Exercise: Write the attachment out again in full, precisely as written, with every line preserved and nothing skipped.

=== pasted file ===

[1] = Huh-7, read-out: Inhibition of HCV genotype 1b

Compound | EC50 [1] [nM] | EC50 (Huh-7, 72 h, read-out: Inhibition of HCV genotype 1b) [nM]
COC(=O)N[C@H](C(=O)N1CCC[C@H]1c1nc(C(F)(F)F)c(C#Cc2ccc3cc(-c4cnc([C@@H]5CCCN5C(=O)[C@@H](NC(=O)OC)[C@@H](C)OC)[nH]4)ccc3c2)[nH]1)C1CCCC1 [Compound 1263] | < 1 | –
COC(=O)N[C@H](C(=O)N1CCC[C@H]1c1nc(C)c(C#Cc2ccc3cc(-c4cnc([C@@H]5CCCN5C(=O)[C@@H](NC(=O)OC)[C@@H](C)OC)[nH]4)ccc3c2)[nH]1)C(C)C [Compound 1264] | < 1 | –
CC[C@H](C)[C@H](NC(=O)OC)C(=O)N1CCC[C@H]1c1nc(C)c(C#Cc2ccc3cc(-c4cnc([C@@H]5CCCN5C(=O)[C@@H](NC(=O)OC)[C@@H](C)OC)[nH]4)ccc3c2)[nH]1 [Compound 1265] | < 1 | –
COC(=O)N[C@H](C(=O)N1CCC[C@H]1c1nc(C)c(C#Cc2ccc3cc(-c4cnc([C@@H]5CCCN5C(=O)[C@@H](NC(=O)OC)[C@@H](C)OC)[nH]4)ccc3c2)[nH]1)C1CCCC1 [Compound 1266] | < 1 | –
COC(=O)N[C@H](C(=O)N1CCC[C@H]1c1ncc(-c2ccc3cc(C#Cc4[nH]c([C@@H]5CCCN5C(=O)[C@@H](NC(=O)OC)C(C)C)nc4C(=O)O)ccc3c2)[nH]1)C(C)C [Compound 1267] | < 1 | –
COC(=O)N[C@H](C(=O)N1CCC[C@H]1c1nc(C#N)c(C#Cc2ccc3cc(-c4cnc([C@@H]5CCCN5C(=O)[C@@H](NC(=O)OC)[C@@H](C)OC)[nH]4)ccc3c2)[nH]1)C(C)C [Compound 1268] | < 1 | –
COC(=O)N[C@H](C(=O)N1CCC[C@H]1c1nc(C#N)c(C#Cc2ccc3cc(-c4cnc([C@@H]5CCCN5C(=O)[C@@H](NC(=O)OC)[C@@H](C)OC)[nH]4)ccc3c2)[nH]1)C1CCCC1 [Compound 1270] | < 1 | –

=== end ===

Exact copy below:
[1] = Huh-7, read-out: Inhibition of HCV genotype 1b

Compound | EC50 [1] [nM] | EC50 (Huh-7, 72 h, read-out: Inhibition of HCV genotype 1b) [nM]
COC(=O)N[C@H](C(=O)N1CCC[C@H]1c1nc(C(F)(F)F)c(C#Cc2ccc3cc(-c4cnc([C@@H]5CCCN5C(=O)[C@@H](NC(=O)OC)[C@@H](C)OC)[nH]4)ccc3c2)[nH]1)C1CCCC1 [Compound 1263] | < 1 | –
COC(=O)N[C@H](C(=O)N1CCC[C@H]1c1nc(C)c(C#Cc2ccc3cc(-c4cnc([C@@H]5CCCN5C(=O)[C@@H](NC(=O)OC)[C@@H](C)OC)[nH]4)ccc3c2)[nH]1)C(C)C [Compound 1264] | < 1 | –
CC[C@H](C)[C@H](NC(=O)OC)C(=O)N1CCC[C@H]1c1nc(C)c(C#Cc2ccc3cc(-c4cnc([C@@H]5CCCN5C(=O)[C@@H](NC(=O)OC)[C@@H](C)OC)[nH]4)ccc3c2)[nH]1 [Compound 1265] | < 1 | –
COC(=O)N[C@H](C(=O)N1CCC[C@H]1c1nc(C)c(C#Cc2ccc3cc(-c4cnc([C@@H]5CCCN5C(=O)[C@@H](NC(=O)OC)[C@@H](C)OC)[nH]4)ccc3c2)[nH]1)C1CCCC1 [Compound 1266] | < 1 | –
COC(=O)N[C@H](C(=O)N1CCC[C@H]1c1ncc(-c2ccc3cc(C#Cc4[nH]c([C@@H]5CCCN5C(=O)[C@@H](NC(=O)OC)C(C)C)nc4C(=O)O)ccc3c2)[nH]1)C(C)C [Compound 1267] | < 1 | –
COC(=O)N[C@H](C(=O)N1CCC[C@H]1c1nc(C#N)c(C#Cc2ccc3cc(-c4cnc([C@@H]5CCCN5C(=O)[C@@H](NC(=O)OC)[C@@H](C)OC)[nH]4)ccc3c2)[nH]1)C(C)C [Compound 1268] | < 1 | –
COC(=O)N[C@H](C(=O)N1CCC[C@H]1c1nc(C#N)c(C#Cc2ccc3cc(-c4cnc([C@@H]5CCCN5C(=O)[C@@H](NC(=O)OC)[C@@H](C)OC)[nH]4)ccc3c2)[nH]1)C1CCCC1 [Compound 1270] | < 1 | –